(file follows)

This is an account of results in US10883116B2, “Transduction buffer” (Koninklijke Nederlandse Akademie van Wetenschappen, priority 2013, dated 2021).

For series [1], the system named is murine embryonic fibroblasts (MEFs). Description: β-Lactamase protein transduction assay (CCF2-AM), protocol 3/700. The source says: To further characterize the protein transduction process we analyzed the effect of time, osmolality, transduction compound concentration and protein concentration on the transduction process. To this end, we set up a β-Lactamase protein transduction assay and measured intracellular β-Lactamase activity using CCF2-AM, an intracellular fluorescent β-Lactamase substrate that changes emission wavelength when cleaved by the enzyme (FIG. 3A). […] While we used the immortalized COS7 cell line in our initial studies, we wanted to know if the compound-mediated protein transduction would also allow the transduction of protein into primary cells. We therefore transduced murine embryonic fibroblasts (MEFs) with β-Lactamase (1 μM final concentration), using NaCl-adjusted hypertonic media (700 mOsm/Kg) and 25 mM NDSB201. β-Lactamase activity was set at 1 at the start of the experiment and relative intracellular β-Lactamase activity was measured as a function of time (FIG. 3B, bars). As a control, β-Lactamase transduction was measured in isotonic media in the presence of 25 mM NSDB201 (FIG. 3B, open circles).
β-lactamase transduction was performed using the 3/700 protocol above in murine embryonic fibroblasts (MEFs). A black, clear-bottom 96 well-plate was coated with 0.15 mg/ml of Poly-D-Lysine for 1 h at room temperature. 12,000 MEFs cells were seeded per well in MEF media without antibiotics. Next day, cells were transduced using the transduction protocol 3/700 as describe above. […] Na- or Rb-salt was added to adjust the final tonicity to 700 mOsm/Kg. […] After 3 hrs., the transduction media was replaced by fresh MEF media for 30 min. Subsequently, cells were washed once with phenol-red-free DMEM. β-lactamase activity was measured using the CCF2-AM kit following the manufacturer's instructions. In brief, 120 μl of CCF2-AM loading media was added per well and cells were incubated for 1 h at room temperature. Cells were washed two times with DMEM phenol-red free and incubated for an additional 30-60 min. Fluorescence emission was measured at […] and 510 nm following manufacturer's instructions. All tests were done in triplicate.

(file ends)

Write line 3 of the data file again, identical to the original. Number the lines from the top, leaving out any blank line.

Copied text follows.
β-lactamase transduction was performed using the 3/700 protocol above in murine embryonic fibroblasts (MEFs). A black, clear-bottom 96 well-plate was coated with 0.15 mg/ml of Poly-D-Lysine for 1 h at room temperature. 12,000 MEFs cells were seeded per well in MEF media without antibiotics. Next day, cells were transduced using the transduction protocol 3/700 as describe above. […] Na- or Rb-salt was added to adjust the final tonicity to 700 mOsm/Kg. […] After 3 hrs., the transduction media was replaced by fresh MEF media for 30 min. Subsequently, cells were washed once with phenol-red-free DMEM. β-lactamase activity was measured using the CCF2-AM kit following the manufacturer's instructions. In brief, 120 μl of CCF2-AM loading media was added per well and cells were incubated for 1 h at room temperature. Cells were washed two times with DMEM phenol-red free and incubated for an additional 30-60 min. Fluorescence emission was measured at […] and 510 nm following manufacturer's instructions. All tests were done in triplicate.